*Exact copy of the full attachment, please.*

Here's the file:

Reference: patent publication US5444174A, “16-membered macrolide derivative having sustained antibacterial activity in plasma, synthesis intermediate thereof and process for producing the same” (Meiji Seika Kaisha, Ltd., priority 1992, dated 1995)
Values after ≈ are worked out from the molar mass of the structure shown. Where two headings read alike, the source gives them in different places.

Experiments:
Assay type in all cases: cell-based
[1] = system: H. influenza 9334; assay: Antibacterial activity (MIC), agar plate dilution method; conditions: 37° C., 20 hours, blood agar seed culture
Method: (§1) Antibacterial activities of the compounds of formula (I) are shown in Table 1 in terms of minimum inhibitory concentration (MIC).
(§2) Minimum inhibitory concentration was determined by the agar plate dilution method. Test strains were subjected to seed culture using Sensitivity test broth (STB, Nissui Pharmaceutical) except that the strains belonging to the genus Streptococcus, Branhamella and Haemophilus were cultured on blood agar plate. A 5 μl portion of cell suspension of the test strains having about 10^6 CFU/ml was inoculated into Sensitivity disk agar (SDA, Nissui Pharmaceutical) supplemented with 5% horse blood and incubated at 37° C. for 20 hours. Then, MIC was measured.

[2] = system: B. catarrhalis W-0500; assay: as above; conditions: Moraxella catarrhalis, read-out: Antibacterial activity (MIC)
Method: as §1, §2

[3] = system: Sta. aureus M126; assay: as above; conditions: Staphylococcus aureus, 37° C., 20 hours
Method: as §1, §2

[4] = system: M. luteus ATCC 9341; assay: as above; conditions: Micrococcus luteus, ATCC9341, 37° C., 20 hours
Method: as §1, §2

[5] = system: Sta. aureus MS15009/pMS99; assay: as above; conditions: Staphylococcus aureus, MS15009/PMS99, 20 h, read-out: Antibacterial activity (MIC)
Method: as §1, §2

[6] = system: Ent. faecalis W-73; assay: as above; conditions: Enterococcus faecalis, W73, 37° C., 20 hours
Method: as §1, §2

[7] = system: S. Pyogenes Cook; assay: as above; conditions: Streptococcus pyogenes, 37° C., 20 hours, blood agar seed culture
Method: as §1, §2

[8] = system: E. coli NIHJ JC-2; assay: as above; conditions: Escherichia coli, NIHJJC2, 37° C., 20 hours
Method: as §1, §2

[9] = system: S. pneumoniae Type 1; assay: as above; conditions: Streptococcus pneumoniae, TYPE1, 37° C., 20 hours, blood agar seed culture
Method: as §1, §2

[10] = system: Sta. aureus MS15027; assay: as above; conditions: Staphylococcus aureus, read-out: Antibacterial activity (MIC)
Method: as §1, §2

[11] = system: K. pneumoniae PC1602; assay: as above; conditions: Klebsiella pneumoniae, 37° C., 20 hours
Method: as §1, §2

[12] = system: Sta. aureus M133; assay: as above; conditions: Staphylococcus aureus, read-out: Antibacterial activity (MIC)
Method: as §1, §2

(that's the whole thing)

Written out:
Reference: patent publication US5444174A, “16-membered macrolide derivative having sustained antibacterial activity in plasma, synthesis intermediate thereof and process for producing the same” (Meiji Seika Kaisha, Ltd., priority 1992, dated 1995)
Values after ≈ are worked out from the molar mass of the structure shown. Where two headings read alike, the source gives them in different places.

Experiments:
Assay type in all cases: cell-based
[1] = system: H. influenza 9334; assay: Antibacterial activity (MIC), agar plate dilution method; conditions: 37° C., 20 hours, blood agar seed culture
Method: (§1) Antibacterial activities of the compounds of formula (I) are shown in Table 1 in terms of minimum inhibitory concentration (MIC).
(§2) Minimum inhibitory concentration was determined by the agar plate dilution method. Test strains were subjected to seed culture using Sensitivity test broth (STB, Nissui Pharmaceutical) except that the strains belonging to the genus Streptococcus, Branhamella and Haemophilus were cultured on blood agar plate. A 5 μl portion of cell suspension of the test strains having about 10^6 CFU/ml was inoculated into Sensitivity disk agar (SDA, Nissui Pharmaceutical) supplemented with 5% horse blood and incubated at 37° C. for 20 hours. Then, MIC was measured.

[2] = system: B. catarrhalis W-0500; assay: as above; conditions: Moraxella catarrhalis, read-out: Antibacterial activity (MIC)
Method: as §1, §2

[3] = system: Sta. aureus M126; assay: as above; conditions: Staphylococcus aureus, 37° C., 20 hours
Method: as §1, §2

[4] = system: M. luteus ATCC 9341; assay: as above; conditions: Micrococcus luteus, ATCC9341, 37° C., 20 hours
Method: as §1, §2

[5] = system: Sta. aureus MS15009/pMS99; assay: as above; conditions: Staphylococcus aureus, MS15009/PMS99, 20 h, read-out: Antibacterial activity (MIC)
Method: as §1, §2

[6] = system: Ent. faecalis W-73; assay: as above; conditions: Enterococcus faecalis, W73, 37° C., 20 hours
Method: as §1, §2

[7] = system: S. Pyogenes Cook; assay: as above; conditions: Streptococcus pyogenes, 37° C., 20 hours, blood agar seed culture
Method: as §1, §2

[8] = system: E. coli NIHJ JC-2; assay: as above; conditions: Escherichia coli, NIHJJC2, 37° C., 20 hours
Method: as §1, §2

[9] = system: S. pneumoniae Type 1; assay: as above; conditions: Streptococcus pneumoniae, TYPE1, 37° C., 20 hours, blood agar seed culture
Method: as §1, §2

[10] = system: Sta. aureus MS15027; assay: as above; conditions: Staphylococcus aureus, read-out: Antibacterial activity (MIC)
Method: as §1, §2

[11] = system: K. pneumoniae PC1602; assay: as above; conditions: Klebsiella pneumoniae, 37° C., 20 hours
Method: as §1, §2

[12] = system: Sta. aureus M133; assay: as above; conditions: Staphylococcus aureus, read-out: Antibacterial activity (MIC)
Method: as §1, §2